"Organic products for all and everywhere"
Behind the highly committed slogan hides a major player in the French organic milk industry: Biolait. The company follows the concept of solidarity economy and gathers producers from all over France around an ideal: to condense ethics and profits in a milk bottle.
Unity makes strength
"Biolait has the soul of a cooperative in the body of a company" says its CEO Christophe Baron. However, this milk collection organisation is not a company like any other. It has democratic governance, follows the spirit of solidary economy and is eco-friendly, unlike high-intensity farming.
In 1994, 6 producers created Biolait to promote the development of the organic milk market through a common project. Unlike other cooperative players of the milk sector, the group did not limit its scope to a geographic area. Wherever he is, a farmer can join Biolait and benefit from a collection/distribution system with clients.
The group also looked to stabilise prices in order to guarantee milk profitability. From western to central France, Biolait buys milk at the same price, regardless of the logistic costs incurred by the collection. "A producer doing his best to produce organic products should be encouraged, and help between producers contributes to that" say Christophe Baron and his 650 partners from 54 French regions.
Leader of French organic milk
A few months back, Biolait celebrated its 20th anniversary. This is a fine age for the company now leader in organic milk collection in France. Biolait was first created as an Economic Interest Group (a French consortium form), but became a simplified joint-stock company (more or less similar to a Limited Liability Company) in 2006, with an investment cap of 250 Euros per partner.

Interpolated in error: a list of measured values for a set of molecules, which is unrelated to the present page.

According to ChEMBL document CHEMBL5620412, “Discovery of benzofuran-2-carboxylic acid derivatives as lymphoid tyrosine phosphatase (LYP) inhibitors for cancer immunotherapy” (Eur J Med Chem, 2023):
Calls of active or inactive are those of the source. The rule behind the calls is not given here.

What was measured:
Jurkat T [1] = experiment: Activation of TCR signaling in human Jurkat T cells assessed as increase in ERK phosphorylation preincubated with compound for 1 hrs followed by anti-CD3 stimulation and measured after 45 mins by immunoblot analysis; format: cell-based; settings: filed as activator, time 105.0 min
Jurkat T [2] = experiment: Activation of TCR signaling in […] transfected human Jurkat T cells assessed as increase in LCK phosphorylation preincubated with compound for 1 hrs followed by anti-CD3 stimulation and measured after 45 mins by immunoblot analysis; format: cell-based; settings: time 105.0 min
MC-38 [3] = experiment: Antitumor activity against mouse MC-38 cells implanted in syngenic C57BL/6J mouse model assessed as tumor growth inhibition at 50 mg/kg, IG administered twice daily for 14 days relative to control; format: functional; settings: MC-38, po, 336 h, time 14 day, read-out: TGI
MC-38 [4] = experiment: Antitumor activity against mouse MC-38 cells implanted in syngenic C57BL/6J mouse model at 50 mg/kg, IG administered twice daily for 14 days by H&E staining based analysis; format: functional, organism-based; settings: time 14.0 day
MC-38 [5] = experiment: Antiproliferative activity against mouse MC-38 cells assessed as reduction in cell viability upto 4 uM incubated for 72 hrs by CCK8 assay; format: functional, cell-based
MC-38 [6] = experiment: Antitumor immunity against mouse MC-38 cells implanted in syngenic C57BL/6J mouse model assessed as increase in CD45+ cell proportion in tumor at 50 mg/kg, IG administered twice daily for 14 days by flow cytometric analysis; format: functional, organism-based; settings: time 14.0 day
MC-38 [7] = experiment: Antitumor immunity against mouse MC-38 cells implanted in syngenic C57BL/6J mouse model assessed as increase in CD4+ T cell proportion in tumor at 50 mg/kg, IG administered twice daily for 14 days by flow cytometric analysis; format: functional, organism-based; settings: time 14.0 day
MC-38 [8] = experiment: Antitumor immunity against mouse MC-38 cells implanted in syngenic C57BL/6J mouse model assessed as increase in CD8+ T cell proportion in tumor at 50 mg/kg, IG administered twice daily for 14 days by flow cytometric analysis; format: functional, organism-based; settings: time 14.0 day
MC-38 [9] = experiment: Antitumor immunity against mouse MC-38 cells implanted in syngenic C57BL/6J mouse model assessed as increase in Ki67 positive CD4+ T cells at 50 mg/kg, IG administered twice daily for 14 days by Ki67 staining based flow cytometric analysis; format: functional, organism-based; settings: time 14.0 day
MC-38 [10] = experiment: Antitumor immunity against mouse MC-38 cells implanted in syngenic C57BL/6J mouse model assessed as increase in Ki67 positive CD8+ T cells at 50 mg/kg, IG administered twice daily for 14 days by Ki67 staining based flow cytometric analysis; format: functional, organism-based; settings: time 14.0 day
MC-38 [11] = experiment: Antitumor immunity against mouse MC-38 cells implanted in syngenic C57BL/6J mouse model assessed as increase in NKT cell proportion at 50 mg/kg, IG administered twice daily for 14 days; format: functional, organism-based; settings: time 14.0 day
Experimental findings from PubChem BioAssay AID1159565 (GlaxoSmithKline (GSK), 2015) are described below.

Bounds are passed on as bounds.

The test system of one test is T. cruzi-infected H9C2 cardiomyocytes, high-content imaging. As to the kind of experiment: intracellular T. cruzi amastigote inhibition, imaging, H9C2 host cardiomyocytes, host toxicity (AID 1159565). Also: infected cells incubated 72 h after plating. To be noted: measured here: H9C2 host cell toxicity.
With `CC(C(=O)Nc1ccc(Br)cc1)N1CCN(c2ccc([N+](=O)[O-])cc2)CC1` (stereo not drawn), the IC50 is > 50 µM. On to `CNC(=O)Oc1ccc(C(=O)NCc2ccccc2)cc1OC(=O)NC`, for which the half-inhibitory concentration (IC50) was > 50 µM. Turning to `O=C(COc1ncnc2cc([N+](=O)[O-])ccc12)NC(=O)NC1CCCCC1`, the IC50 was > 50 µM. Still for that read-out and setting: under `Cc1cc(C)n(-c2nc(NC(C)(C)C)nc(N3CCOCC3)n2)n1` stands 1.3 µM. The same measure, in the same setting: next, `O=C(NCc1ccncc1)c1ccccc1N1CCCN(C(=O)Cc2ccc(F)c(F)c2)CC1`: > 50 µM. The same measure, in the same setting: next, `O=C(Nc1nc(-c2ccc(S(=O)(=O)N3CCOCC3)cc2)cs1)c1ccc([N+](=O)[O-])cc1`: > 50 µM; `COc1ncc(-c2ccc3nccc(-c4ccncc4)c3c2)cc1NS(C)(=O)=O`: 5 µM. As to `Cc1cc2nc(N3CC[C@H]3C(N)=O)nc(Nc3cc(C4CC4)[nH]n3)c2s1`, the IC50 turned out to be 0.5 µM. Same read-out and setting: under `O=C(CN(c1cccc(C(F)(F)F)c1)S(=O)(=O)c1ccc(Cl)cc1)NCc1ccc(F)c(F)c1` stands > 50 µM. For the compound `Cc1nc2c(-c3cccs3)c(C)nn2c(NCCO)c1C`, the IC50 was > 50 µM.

Today, the group accounts for 27% of French organic milk production. In 2014, 135 million litres were sold to international groups or small business owners throughout Europe. The system proved to be working: in 2009, producers from Biolait were not hit by the crisis that shook the sector.
What is organic milk?
According to the European regulation of 2009, in order to benefit from the "organic" label, a milk-producing cow must be fed with fertilizer-free grass, enjoy a minimum space and graze as much as possible. The use of antibiotics must be limited. In addition to the eco-friendly line, organic milk is different from industrial milk in its taste, texture and limited allergenic risk. The label "100 % agriculture biologique" (100% organic farming) is the only one to guarantee a full product traceability.
Organic milk: approved by consumers
According to the Agence Bio (French agency for the development and promotion of organic farming), in 2014, organic milk consumption boomed by 11%. The trend should continue and internationalise: in China, high classes are changing to adopt this consumption habit. The sector is facing a shortage due to this demand.
The end of European quotas voted by the EU Commission on the 1st of April 2015 won't change anything. It is not profitable for an organic farmer to outsource the feeding of the livestock out of his farm: because of the surface of a farm area, the production capacity is limited by the very nature of the organic market. In order to increase the offer, "Biolait is trying to convince more producers to join us", says Christophe Baron.
A promising sector?
Agence Bio identified a 3.4% increase of conversions from traditional to organic milk farming, thanks to government subsidies. However, the sector is facing the difficult issue of transmission from a generation to the next. This issue concerns all of the agriculture industry but bears an additional risk: the purchaser of an organic livestock may want to go back to conventional agriculture. However, Christophe Baron thinks that this is a limited trend: "This cannot unsettle the market."
To address the issue, a "subsidy to purchase" was recently voted by the group. The aim is to keep a Biolait farm organic. Christophe Baron is optimistic: "organic farms represent 4% of French agricultural surfaces, but they employ 7% of farmers. In the current adverse backdrop, we offer jobs: it is now our role to promote the job and show how exciting it is to be a farmer! "